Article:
Twenty-eight-year-old Afabian Yankana and Akeem Yamar, charged for the murder of carpenter Raul Rodriguez, who was stabbed to death in front of Demico House, Georgetown in January 2017, were on Monday committed by City Magistrate Judy Latchman to stand trial in the High Court.Afabian Yankana and Akeem YamarThe magistrate found that a prima facie case had been made out against the accused by Prosecutor Shawn Gonsalves, representing the state.Reports are that on the day of his demise, the late father of three, resident of Lot 64 Leopold Street, Georgetown, had reportedly had an altercation with his attackers and was stabbed to his chest.After being stabbed, Rodrigues had reportedly run from his attackers, but subsequently collapsed in front of Demico House.He was picked up and rushed to the Georgetown Public Hospital (GPHC), where he was pronounced dead on arrival.Yankana, a bus conductor, was arrested by Police shortly after, and was charged with the offence of murder, while Yamar was later arrested and similarly charged.
If only the … * * *Subscribe to the Mercury News and East Bay Times for $40 a year and receive a free Warriors championship coffee table bookOAKLAND – Klay Thompson clearly has lived his best life. Consider what he enjoys.“Food, my dog, my family, my friends, my home, my health. That’s what I’m thankful for and that’s what I like,” the Warriors’ star said following practice on Monday. “My hobbies: movies, video games and being able to do this for a living. It’s pretty special.”
Click arrow to play slideshowVideo: World Cup People’s Bus (1) 23 February 2010 The People’s Bus – an initiative to build public enthusiasm ahead of the 2010 Fifa World Cup – made the first stop on its nationwide tour at Reagile Primary School in Tembisa, north of Johannesburg on Friday. The customised bus – a mobile hub of football trivia and fan gear that will be visiting more than 50 locations across the country between now and the World Cup kickoff on 11 June – was met with huge enthusiasm by the kids at Reagile. Would you like to use this article in your publication or on your website? See: Using SAinfo material Brand South Africa and MAN Truck and Bus, joint drivers of the initiative, have scheduled People’s Bus stops across all nine provinces and their smallest cities and towns, including Dullstroom in Mpumalanga, Upington in the Northern Cape, Bhisho in the Eastern Cape, and Ulundi in KwaZulu-Natal. “Taking the People’s Bus into the country areas and smaller towns and cities will enable us to spread the World Cup experience to as many South Africans as possible,” said Brand South Africa Acting CEO Paul Bannister. SAinfo reporter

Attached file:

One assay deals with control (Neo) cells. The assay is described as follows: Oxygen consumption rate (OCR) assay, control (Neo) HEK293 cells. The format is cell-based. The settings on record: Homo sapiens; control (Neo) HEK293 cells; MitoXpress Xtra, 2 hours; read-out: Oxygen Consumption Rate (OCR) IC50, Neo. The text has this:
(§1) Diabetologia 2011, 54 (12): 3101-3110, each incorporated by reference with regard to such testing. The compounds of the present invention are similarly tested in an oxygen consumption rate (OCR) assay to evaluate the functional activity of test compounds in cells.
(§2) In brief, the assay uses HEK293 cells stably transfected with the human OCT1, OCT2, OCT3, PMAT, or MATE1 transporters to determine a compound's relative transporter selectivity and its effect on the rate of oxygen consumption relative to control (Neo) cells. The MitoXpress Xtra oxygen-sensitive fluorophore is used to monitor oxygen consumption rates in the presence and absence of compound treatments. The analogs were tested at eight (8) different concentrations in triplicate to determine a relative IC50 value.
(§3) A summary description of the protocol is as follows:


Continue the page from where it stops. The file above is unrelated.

The striking art of Nandipha Mntambo is created from cowhide.(Image: The Volta Show)For any South African feeling gloomy about the state of the nation, the plight of the continent, the receding world economy or any other anxiety-invoking subject, attending the annual Standard Bank Young Artist Awards ceremony should be prescribed as an antidote.Now in its 27th year, this collection of awards acknowledges both the past achievements and future potential of artists under the age of 35 in the categories of visual arts, film, dance, drama, classical music and jazz.Recipients are given a monetary prize, but perhaps more valuable is the platform that the awards provide for promoting each artist’s work; the awards have always been associated with the National Arts Festival in Grahamstown and the winners feature prominently in the annual festival programme.The list of former recipients reads like a veritable who’s who in the South African arts community – artist William Kentridge, musician Johnny Clegg, mezzo-soprano Sibongile Khumalo, actors Paul Slabolepszy and Richard E Grant, and director Darrell Roodt, to name just a few.Distinguished winnersThe Young Artists for 2011, announced in late October, have a keen awareness of the prestige of the award.Jazzman Bokani Dyer summed it up in his acceptance speech: “The previous winners are all musicians whom I admire and respect … so this award is a great honour.”In similar vein, theatre-maker Neil Coppen admitted that he had often felt envious of previous winners, and that receiving the award had long been an ambition of his.The sense of continuity between Young Artists past and present was reinforced by the participation of previous recipients such as 2010 music award winner and violinist Samson Diamond, and 1982 theatre award winner Janice Honeyman, the evening’s compère.Indeed, varieties of continuity – both expected and unexpected – developed into the underlying theme of the evening.One such variety was the continuity between childhood dreams and their realisation through the support of family members. It is, of course, something of a cliché to begin an acceptance speech with the words, “I’d like to thank my parents …”. Yet there was nothing trite about the tributes paid by each of the Young Artist recipients to parents, grandparents, siblings and wider family who provided an environment in which their artistic talents could be nurtured.Dance winner Mamela Nyamza recalled how her grandmother, a domestic worker, made it possible for her to attend ballet lessons. Dyer pointed out that his father Steve is a seasoned jazz muso.Coppen jokingly thanked his parents for “not making me play rugby” – but the light-hearted allusion was nonetheless a reminder that there are many young people whose school experiences are tainted by widely-held prejudices in favour of sport and against the arts.Music recipient Ben Schoeman, who is passionate about the role that classical music can play in education, emphasised a different form of continuity by connecting South African students to Ludwig van Beethoven. In his acceptance speech Schoeman showed how, through a series of teacher-pupil relationships and over many generations, the famous German composer can be associated with those who have studied music at the University of South Africa.Such local/global continuity was echoed in the visual arts category. Award winner Nandipha Mntambo has pioneered the use of cowhide as a material for sculpture and in her photographic self-portraits she uses bovine images to provoke the viewer into questioning divisions between humans and animals, as well as between men and women. Cattle have a significant symbolic status in South Africa, but this is not unique: as Mntambo noted, they are central to myths and religions all over the world.Previous generations of South African artists have experienced acutely the tension between local and global commitments. For these Young Artists, however, the two are by no means mutually exclusive. Each of them is already well-travelled and has studied, exhibited work or performed internationally; the award will facilitate the growth of their reputation outside of South Africa’s borders as much as within the country.Supporter of the artsStandard Bank has been in the news of late for all the wrong reasons – sustained low revenues have forced the company to retrench over 1 500 staff members – and as a result it faces numerous public relations challenges.The bank’s long-term sponsorship of the arts in South Africa, particularly its association with the National Arts Festival, is doubtless one of its major assets in terms of public image, yet suggestions that the bank will reduce its sponsorship portfolio as part of a spate of cost-cutting measures do not augur well for the continuation of that relationship. If this does prove to be the case, it will be a great pity.But all may not be lost – in the words of Standard Bank’s head of arts and jazz sponsorship, Mandie van der Spuy, “As a bank we are dedicated to nurturing arts talent in South Africa, and we believe that the awards play a vital role in advancing the artists’ careers as well as our country’s cultural heritage.”Van der Spuy added that the Young Artist award plays a key role in the bank’s commitment to developing upcoming South African talent.